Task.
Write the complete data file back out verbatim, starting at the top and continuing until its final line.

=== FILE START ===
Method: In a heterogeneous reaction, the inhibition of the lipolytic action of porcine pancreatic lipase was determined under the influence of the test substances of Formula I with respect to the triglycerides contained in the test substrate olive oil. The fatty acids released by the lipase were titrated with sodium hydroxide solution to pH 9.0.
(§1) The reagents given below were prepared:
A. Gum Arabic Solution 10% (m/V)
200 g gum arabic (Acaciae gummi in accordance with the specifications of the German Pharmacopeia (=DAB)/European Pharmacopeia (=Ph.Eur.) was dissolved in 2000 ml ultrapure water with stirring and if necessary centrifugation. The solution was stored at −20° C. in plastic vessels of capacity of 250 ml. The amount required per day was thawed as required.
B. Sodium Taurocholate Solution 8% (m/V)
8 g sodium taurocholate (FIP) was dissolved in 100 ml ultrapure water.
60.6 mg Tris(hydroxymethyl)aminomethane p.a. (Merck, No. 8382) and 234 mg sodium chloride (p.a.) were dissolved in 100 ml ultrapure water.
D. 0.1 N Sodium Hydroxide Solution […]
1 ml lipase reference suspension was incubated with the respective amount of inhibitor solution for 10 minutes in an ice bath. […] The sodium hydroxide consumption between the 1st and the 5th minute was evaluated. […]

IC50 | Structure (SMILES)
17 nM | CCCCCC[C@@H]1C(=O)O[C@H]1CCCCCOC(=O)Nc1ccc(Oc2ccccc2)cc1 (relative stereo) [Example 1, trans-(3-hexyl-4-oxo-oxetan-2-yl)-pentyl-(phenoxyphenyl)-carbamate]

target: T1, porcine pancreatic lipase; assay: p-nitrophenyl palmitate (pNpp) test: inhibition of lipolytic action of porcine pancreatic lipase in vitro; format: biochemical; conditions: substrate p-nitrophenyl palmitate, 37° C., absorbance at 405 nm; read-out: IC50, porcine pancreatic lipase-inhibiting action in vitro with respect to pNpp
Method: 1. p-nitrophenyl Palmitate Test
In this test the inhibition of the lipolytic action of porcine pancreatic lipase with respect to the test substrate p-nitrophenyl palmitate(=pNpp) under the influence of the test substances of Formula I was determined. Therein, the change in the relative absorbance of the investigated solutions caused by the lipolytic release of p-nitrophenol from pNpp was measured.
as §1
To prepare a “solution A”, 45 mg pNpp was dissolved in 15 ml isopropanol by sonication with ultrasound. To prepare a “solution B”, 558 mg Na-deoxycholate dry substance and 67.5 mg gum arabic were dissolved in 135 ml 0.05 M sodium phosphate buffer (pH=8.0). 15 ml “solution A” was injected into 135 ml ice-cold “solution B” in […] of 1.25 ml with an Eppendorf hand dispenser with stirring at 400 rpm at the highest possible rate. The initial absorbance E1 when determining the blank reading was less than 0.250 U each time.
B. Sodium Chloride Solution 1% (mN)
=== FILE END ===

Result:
Method: In a heterogeneous reaction, the inhibition of the lipolytic action of porcine pancreatic lipase was determined under the influence of the test substances of Formula I with respect to the triglycerides contained in the test substrate olive oil. The fatty acids released by the lipase were titrated with sodium hydroxide solution to pH 9.0.
(§1) The reagents given below were prepared:
A. Gum Arabic Solution 10% (m/V)
200 g gum arabic (Acaciae gummi in accordance with the specifications of the German Pharmacopeia (=DAB)/European Pharmacopeia (=Ph.Eur.) was dissolved in 2000 ml ultrapure water with stirring and if necessary centrifugation. The solution was stored at −20° C. in plastic vessels of capacity of 250 ml. The amount required per day was thawed as required.
B. Sodium Taurocholate Solution 8% (m/V)
8 g sodium taurocholate (FIP) was dissolved in 100 ml ultrapure water.
60.6 mg Tris(hydroxymethyl)aminomethane p.a. (Merck, No. 8382) and 234 mg sodium chloride (p.a.) were dissolved in 100 ml ultrapure water.
D. 0.1 N Sodium Hydroxide Solution […]
1 ml lipase reference suspension was incubated with the respective amount of inhibitor solution for 10 minutes in an ice bath. […] The sodium hydroxide consumption between the 1st and the 5th minute was evaluated. […]

IC50 | Structure (SMILES)
17 nM | CCCCCC[C@@H]1C(=O)O[C@H]1CCCCCOC(=O)Nc1ccc(Oc2ccccc2)cc1 (relative stereo) [Example 1, trans-(3-hexyl-4-oxo-oxetan-2-yl)-pentyl-(phenoxyphenyl)-carbamate]

target: T1, porcine pancreatic lipase; assay: p-nitrophenyl palmitate (pNpp) test: inhibition of lipolytic action of porcine pancreatic lipase in vitro; format: biochemical; conditions: substrate p-nitrophenyl palmitate, 37° C., absorbance at 405 nm; read-out: IC50, porcine pancreatic lipase-inhibiting action in vitro with respect to pNpp
Method: 1. p-nitrophenyl Palmitate Test
In this test the inhibition of the lipolytic action of porcine pancreatic lipase with respect to the test substrate p-nitrophenyl palmitate(=pNpp) under the influence of the test substances of Formula I was determined. Therein, the change in the relative absorbance of the investigated solutions caused by the lipolytic release of p-nitrophenol from pNpp was measured.
as §1
To prepare a “solution A”, 45 mg pNpp was dissolved in 15 ml isopropanol by sonication with ultrasound. To prepare a “solution B”, 558 mg Na-deoxycholate dry substance and 67.5 mg gum arabic were dissolved in 135 ml 0.05 M sodium phosphate buffer (pH=8.0). 15 ml “solution A” was injected into 135 ml ice-cold “solution B” in […] of 1.25 ml with an Eppendorf hand dispenser with stirring at 400 rpm at the highest possible rate. The initial absorbance E1 when determining the blank reading was less than 0.250 U each time.
B. Sodium Chloride Solution 1% (mN)